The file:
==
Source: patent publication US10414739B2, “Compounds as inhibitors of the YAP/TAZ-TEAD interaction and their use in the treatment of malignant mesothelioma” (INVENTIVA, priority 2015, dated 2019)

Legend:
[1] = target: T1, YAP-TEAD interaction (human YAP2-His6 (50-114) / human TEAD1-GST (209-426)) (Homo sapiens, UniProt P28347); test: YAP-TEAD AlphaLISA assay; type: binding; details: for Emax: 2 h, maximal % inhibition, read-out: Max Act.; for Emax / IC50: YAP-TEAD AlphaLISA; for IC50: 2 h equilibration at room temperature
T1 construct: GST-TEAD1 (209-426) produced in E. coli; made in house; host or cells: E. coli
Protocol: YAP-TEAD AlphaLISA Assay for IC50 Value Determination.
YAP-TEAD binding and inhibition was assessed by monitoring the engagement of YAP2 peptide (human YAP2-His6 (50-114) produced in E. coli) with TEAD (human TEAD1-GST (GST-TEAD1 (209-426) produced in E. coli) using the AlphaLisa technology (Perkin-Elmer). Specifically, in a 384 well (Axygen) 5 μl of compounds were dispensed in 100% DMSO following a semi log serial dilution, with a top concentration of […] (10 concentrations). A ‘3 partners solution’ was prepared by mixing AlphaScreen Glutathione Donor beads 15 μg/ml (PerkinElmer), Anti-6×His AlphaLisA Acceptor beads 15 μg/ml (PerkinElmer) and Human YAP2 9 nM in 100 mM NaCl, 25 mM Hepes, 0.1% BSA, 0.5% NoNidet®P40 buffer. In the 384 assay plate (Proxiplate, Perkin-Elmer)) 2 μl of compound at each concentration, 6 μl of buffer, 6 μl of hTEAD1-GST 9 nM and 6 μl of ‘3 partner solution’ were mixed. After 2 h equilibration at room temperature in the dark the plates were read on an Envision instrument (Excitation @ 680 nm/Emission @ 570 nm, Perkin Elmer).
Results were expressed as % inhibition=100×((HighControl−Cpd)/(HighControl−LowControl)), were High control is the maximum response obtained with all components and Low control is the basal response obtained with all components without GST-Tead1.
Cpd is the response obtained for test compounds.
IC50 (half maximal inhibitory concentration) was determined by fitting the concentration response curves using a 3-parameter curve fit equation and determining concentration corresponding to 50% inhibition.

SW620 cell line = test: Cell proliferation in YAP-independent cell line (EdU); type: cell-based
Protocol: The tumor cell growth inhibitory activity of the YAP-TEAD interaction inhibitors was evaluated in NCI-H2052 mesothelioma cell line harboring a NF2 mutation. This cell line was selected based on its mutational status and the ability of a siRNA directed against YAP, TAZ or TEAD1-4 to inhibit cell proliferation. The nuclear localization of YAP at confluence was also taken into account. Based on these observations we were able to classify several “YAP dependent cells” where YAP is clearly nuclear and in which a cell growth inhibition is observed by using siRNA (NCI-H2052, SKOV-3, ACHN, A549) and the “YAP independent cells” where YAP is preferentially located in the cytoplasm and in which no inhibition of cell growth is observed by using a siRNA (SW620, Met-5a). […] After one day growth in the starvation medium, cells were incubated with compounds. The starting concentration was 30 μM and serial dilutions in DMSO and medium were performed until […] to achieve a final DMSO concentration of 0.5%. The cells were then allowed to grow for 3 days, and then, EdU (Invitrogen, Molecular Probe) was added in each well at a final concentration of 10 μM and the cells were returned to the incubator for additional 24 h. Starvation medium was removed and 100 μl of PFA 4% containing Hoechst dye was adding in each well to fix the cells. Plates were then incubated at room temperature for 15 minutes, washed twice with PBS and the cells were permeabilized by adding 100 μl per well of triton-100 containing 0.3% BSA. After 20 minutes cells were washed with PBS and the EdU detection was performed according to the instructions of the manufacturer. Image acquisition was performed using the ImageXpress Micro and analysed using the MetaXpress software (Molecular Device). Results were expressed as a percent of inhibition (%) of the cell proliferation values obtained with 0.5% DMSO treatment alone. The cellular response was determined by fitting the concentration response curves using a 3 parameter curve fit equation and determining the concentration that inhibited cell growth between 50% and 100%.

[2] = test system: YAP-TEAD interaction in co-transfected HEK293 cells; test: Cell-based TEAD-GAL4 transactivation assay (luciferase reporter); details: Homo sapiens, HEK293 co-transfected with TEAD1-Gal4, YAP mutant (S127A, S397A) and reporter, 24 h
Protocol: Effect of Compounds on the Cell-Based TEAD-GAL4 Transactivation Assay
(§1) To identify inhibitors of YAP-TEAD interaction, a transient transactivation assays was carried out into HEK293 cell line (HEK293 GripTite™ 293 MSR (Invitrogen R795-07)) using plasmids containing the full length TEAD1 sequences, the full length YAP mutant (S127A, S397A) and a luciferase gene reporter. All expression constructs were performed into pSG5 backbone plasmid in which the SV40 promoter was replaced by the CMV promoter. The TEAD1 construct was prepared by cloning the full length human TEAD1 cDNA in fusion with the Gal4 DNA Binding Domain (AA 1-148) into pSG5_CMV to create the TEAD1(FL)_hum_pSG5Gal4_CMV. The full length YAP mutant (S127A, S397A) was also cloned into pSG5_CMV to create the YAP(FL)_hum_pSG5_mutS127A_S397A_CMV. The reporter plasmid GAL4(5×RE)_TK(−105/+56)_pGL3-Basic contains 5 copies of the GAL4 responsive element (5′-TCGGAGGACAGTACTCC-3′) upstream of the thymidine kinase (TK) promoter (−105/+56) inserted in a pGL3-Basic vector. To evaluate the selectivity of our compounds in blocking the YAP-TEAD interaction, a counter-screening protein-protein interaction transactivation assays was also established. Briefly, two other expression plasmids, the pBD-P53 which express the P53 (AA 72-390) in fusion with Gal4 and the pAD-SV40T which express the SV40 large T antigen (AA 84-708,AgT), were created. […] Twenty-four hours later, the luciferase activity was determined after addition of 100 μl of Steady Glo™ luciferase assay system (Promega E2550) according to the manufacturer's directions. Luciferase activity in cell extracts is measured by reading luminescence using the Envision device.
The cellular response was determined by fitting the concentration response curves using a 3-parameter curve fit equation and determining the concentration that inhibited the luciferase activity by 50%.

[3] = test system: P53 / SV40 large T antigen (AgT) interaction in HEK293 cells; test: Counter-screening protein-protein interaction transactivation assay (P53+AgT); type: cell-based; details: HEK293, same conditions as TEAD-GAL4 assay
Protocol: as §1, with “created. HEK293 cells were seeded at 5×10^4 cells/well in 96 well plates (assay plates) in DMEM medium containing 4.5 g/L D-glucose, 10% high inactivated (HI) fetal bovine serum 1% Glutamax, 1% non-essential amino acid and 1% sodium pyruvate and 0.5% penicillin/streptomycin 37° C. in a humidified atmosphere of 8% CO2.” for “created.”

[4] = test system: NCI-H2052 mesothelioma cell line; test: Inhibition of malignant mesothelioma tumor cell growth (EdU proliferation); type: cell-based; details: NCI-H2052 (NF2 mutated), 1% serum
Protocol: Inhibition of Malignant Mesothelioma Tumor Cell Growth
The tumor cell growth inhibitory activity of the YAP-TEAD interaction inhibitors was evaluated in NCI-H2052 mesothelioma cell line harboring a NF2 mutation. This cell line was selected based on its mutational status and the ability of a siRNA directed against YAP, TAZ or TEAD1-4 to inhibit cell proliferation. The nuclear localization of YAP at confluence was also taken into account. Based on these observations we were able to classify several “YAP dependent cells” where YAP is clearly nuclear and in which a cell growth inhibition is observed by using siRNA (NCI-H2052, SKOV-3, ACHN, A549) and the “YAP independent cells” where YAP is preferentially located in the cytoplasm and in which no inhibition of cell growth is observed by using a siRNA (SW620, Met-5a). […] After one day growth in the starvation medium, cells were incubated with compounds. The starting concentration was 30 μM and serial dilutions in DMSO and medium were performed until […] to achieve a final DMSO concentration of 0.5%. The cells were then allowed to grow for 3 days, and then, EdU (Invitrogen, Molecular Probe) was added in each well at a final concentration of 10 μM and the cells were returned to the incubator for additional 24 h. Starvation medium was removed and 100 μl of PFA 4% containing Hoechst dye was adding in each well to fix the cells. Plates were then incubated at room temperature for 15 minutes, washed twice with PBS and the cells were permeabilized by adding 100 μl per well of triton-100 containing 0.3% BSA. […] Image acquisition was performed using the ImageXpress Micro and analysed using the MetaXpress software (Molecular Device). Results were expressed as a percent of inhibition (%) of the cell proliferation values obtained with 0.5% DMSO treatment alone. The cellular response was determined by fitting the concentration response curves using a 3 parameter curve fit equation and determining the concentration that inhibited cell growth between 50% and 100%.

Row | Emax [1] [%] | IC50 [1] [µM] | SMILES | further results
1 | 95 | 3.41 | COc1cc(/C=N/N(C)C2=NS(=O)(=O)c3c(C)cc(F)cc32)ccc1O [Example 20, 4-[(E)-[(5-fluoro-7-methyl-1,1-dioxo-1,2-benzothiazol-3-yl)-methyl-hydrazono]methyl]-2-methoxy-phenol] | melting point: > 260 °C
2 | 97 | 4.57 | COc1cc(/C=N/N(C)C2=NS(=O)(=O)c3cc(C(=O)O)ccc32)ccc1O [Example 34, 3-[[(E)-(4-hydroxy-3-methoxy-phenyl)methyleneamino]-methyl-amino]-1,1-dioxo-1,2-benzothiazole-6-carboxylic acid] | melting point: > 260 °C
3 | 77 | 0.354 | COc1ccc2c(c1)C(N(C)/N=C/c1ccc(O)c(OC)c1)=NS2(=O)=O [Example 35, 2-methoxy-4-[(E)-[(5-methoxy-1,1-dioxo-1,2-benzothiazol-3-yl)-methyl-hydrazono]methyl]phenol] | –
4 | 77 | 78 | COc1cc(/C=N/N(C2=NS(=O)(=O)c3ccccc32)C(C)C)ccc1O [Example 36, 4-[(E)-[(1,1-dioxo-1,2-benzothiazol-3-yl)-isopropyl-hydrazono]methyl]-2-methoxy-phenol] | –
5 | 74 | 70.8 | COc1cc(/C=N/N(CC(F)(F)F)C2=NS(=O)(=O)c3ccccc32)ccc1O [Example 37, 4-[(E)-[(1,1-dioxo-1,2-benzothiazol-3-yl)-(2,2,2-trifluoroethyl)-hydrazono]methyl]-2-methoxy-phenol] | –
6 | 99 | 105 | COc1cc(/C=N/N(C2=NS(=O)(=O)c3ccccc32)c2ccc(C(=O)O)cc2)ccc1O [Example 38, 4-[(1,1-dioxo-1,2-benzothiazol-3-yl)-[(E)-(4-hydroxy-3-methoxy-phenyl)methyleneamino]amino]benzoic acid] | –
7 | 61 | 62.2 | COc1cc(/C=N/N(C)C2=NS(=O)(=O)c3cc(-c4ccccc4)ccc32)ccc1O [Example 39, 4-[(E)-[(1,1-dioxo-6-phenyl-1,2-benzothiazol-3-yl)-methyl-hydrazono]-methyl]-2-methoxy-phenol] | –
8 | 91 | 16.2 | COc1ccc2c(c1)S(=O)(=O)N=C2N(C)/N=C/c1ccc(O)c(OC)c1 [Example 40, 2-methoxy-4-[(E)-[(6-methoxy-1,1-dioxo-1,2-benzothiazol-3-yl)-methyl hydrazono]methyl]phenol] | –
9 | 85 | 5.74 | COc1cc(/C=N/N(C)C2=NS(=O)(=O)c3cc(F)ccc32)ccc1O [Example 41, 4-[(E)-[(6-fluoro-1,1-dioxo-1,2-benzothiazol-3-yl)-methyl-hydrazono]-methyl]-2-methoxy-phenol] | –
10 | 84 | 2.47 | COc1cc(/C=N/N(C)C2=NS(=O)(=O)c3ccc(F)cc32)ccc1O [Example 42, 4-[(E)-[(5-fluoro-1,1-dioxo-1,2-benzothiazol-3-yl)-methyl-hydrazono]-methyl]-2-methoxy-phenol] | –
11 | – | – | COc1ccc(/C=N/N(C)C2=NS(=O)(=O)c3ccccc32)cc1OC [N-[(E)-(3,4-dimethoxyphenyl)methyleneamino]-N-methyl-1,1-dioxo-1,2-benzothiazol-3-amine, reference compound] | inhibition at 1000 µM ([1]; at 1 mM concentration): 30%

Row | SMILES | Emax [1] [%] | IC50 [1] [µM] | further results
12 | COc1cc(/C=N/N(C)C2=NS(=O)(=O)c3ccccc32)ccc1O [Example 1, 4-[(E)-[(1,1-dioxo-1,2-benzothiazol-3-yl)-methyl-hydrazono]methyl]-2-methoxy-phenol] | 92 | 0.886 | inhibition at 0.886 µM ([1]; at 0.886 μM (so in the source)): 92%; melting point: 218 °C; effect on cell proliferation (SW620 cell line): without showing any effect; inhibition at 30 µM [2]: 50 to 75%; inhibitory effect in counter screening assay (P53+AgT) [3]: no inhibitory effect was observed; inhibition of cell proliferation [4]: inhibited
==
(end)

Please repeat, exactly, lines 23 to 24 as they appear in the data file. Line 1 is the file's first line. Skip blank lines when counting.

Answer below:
2 | 97 | 4.57 | COc1cc(/C=N/N(C)C2=NS(=O)(=O)c3cc(C(=O)O)ccc32)ccc1O [Example 34, 3-[[(E)-(4-hydroxy-3-methoxy-phenyl)methyleneamino]-methyl-amino]-1,1-dioxo-1,2-benzothiazole-6-carboxylic acid] | melting point: > 260 °C
3 | 77 | 0.354 | COc1ccc2c(c1)C(N(C)/N=C/c1ccc(O)c(OC)c1)=NS2(=O)=O [Example 35, 2-methoxy-4-[(E)-[(5-methoxy-1,1-dioxo-1,2-benzothiazol-3-yl)-methyl-hydrazono]methyl]phenol] | –